Of course, there's a horticultural work-around. It's called the "growing degree day (GDD) unit," and it's offers a fairly exact timer for when the flowers will arrive. Also, when the bugs will arrive, but let's put that aside a moment.
I find it cosmically reassuring to know that plants take a linear approach to growth. Frosts and floods and drought aside, plants start growing and then chug along at a steady rate. Year in and year out, plants reliably bloom after a specific number of GDDs.
That formula? Starting on March 1 (in the Northern Hemisphere, for New York State anyhow), take a mean temperature of every day the temps reach 50° F, and then subtract fifty. That number accumulates -- no need to subtract chilly days.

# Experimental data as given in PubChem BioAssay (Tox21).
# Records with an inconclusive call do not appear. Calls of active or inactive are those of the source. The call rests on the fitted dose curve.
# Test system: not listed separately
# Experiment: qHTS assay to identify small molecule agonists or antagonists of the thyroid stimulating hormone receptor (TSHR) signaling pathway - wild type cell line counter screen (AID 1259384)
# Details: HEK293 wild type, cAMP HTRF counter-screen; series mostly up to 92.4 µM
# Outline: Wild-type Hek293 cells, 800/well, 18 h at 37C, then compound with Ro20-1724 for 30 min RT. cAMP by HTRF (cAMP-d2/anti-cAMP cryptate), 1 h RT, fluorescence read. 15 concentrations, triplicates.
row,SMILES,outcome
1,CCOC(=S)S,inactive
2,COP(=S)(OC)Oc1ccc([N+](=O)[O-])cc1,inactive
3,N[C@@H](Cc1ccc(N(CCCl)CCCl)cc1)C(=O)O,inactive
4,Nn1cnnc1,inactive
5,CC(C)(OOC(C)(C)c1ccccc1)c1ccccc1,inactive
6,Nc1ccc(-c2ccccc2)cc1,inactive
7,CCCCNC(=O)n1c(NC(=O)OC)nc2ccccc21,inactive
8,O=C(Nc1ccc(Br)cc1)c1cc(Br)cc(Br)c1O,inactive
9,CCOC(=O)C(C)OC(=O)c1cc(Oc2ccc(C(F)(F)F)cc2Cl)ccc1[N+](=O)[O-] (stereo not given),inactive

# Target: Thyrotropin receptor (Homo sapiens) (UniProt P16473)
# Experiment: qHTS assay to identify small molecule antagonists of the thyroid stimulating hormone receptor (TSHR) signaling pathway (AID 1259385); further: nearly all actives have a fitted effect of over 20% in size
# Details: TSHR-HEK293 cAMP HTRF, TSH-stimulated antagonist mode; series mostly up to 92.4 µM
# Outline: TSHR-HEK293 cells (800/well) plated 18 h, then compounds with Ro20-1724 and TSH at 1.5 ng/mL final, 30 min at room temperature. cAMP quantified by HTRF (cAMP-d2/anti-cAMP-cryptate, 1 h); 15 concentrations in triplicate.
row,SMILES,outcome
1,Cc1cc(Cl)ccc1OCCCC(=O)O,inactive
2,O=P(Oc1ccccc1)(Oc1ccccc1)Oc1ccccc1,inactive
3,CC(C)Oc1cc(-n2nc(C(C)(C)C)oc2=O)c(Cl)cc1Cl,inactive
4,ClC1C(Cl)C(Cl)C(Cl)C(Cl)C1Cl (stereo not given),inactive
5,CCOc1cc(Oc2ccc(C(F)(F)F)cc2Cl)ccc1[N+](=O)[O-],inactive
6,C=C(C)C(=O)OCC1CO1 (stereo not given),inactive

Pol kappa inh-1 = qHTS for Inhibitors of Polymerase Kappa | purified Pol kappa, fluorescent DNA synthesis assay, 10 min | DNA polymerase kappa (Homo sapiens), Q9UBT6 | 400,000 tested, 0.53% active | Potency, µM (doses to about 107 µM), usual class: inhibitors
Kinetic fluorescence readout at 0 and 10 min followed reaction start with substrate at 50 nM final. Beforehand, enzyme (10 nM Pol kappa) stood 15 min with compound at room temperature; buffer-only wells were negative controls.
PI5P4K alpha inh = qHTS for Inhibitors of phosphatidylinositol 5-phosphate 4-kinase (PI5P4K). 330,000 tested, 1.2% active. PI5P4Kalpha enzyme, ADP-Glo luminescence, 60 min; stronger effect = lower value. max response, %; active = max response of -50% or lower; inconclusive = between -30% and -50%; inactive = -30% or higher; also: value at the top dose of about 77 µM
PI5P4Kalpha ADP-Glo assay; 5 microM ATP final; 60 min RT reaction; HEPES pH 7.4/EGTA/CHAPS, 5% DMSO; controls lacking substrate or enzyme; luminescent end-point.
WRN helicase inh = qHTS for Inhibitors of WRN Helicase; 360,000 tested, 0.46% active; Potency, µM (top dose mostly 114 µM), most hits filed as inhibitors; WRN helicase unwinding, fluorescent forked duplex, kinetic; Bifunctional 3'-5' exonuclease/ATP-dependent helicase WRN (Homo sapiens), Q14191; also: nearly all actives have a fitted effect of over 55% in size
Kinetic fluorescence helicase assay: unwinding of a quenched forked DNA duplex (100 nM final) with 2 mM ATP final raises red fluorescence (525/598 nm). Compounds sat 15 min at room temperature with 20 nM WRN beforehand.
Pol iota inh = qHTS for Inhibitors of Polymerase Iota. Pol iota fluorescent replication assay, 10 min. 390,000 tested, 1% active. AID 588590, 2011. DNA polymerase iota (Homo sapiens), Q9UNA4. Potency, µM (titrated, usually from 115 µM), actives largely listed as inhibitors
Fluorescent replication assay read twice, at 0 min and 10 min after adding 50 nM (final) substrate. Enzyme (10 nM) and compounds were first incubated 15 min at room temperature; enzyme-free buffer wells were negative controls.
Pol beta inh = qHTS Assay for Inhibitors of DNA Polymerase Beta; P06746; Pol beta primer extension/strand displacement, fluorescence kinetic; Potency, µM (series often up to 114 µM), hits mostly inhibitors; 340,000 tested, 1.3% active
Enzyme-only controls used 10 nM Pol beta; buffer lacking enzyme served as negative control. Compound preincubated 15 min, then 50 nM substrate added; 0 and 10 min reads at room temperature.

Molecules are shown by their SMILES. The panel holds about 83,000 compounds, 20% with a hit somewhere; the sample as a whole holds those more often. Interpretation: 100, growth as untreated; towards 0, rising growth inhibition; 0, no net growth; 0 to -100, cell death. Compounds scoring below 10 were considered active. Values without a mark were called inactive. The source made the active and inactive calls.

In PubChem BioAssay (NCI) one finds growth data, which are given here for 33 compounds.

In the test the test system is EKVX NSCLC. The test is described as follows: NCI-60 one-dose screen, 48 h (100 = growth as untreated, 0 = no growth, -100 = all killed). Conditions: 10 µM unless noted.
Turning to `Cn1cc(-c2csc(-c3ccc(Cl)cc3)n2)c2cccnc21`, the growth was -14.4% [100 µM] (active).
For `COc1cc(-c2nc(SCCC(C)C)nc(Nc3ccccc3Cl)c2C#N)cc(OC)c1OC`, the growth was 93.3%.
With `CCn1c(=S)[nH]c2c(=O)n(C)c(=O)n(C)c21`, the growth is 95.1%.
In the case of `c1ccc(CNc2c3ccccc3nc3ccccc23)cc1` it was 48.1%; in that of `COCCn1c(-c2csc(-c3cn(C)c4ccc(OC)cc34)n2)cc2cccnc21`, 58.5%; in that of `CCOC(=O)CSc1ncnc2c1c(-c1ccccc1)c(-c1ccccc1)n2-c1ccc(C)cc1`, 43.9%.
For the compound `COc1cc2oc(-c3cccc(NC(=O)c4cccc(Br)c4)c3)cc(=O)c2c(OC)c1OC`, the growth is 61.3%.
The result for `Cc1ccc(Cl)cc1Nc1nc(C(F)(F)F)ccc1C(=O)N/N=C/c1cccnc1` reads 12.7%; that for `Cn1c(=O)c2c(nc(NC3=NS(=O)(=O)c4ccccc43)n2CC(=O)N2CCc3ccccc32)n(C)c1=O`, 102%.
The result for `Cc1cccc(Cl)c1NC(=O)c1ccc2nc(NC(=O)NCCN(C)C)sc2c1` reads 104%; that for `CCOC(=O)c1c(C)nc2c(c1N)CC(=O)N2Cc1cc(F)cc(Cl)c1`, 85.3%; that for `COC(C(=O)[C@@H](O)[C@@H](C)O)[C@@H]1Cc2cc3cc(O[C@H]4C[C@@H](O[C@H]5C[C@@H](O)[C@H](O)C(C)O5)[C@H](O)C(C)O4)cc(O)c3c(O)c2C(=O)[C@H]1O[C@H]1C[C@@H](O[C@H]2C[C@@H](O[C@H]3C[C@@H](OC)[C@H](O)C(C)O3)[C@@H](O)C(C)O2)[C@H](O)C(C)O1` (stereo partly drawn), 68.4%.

(max Temp + min Temp) ÷ 2 – 50 = Growing Degree Day.
For example, a low of 43 at night, and a high of 65 results in 4 GDDs. A crazy hot day can really speed things along: a high of 85 and low of 60 adds a whopping 21 GDDs to the seasonal total. This magical number DOES depend on the weather, so it's not a long-term predictor, but still, I am always glad to see evidence that chaos does not rule.
It's possible to browse various cooperative extension publications and discover that forsythia needs 12 GDDs to start with its yellow blossoms, while "Spring Snow" crabapple will bloom after 209 GDDs...or that adult mosquitoes start doing their thing at 112 GDDs.
Which tells us how long it takes spring to spring. Which I hope is happening at the Would-Be Farm.